"A number of the most eager applicants have put forward this idea of the Expressions of Interest to accelerate the application deadline," says Steven Metalitz, a member of ICANN's Intellectual Property Constituency and a partner with law firm Mitchell Silberberg & Knupp. "You would have to step forward in the EOI round or not be considered. In effect, it's like ICANN saying we don't know what route this race is going to take or the shape of the track, but we're going to fire the starting gun anyway."

If the pre-registration process is not approved, applications for new top-level domains are expected to slip until 2011, as ICANN wrestles with outstanding trademark and cybersecurity issues.

U.S. corporations with large portfolios of domain names are seeking special protections for trademark owners to prevent cybersquatting and other deceptive practices such as phishing. These corporations are trying to avoid spending large sums of money purchasing their company and brand names in all of the new domain name extensions that ICANN approves.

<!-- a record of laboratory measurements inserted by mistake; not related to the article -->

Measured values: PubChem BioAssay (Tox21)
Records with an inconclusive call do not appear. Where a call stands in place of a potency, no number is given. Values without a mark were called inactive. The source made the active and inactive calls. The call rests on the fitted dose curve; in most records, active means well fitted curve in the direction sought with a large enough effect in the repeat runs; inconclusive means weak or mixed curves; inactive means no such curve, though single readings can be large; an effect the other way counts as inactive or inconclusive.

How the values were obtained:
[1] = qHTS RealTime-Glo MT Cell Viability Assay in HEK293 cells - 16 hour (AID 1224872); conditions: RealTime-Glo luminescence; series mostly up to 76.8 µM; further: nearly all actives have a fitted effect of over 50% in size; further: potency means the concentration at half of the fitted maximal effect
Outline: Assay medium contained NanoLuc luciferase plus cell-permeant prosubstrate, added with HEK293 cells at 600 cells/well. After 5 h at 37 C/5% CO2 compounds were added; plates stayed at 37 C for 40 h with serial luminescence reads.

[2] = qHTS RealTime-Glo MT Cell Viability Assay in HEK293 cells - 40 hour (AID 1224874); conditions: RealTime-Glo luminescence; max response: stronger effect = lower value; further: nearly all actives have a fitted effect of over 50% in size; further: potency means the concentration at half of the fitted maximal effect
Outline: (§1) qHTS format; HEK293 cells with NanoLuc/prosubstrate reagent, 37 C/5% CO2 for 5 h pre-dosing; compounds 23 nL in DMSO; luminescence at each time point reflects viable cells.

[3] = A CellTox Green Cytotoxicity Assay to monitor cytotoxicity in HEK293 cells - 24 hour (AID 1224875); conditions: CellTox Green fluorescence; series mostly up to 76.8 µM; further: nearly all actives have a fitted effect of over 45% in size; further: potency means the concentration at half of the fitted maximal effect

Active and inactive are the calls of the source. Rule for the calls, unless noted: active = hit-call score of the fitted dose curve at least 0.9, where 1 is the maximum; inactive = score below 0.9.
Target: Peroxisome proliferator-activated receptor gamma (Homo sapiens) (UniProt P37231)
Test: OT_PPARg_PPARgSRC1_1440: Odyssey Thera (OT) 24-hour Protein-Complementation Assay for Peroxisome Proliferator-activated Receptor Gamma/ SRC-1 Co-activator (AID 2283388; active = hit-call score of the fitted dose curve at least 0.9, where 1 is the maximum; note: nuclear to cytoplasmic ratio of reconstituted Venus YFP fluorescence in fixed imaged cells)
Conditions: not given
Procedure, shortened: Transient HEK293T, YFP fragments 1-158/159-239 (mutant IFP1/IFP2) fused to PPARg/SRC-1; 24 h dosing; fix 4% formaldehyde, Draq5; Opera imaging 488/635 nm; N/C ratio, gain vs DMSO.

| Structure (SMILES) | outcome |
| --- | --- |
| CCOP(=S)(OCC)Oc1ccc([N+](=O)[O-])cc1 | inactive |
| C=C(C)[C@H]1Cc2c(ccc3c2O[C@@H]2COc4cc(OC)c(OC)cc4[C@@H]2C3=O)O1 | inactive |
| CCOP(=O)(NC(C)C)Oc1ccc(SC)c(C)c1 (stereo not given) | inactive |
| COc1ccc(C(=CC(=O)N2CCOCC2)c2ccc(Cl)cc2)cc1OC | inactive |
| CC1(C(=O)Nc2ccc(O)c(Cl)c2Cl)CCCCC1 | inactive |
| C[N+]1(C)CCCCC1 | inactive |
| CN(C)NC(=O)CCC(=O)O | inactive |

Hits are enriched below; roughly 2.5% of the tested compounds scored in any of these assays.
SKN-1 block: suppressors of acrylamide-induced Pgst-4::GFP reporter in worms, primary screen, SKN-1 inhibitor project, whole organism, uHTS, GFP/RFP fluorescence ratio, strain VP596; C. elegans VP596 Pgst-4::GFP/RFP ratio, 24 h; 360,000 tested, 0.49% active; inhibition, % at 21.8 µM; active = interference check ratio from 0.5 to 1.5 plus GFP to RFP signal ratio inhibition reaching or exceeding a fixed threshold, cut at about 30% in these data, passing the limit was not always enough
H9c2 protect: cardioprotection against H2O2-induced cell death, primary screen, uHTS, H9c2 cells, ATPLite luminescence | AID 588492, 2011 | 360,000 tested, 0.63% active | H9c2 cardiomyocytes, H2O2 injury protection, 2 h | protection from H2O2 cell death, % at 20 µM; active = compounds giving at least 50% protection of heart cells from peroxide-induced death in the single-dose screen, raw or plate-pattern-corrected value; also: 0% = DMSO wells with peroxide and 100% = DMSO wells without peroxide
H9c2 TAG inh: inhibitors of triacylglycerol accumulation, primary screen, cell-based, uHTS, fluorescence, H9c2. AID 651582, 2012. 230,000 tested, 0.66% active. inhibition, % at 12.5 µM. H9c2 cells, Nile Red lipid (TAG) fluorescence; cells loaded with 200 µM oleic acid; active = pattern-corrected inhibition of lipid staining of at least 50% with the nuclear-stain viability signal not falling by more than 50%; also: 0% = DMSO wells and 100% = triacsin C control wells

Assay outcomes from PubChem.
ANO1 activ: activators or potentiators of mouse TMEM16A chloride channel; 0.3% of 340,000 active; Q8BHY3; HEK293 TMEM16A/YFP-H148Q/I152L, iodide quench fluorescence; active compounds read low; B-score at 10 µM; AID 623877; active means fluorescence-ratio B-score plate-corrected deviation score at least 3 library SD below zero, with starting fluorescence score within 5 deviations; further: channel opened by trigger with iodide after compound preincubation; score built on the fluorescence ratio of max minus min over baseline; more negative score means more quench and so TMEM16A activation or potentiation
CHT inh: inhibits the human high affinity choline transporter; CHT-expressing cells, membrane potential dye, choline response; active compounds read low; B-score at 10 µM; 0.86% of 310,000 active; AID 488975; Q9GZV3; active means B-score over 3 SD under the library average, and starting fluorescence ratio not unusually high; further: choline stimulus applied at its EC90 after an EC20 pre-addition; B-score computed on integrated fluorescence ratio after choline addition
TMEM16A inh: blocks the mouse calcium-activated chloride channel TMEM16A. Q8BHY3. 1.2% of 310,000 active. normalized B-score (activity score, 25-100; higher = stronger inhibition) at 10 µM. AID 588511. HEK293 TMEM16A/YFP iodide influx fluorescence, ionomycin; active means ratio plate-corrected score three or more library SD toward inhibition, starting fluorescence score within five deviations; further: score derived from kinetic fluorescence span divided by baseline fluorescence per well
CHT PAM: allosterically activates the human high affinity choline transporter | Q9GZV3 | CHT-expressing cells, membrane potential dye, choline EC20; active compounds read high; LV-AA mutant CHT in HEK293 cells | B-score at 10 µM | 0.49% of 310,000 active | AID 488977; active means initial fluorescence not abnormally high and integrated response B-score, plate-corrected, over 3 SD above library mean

ICANN has set a deadline of Jan. 26 for comments on a proposal to create a trademark clearinghouse and other protections for trademark owners that will be mandatory for the new top-level domains.

The proposal "has pretty broad support within the ICANN Intellectual Property Constituency, and it includes some safeguards," Metalitz says. "The most important element of it is that in addition to the [Uniform Dispute Resolution Process] that allows you to go after cybersquatters, there will be a Uniform Rapid Suspension System that is a quicker take-down process for clear-cut cases."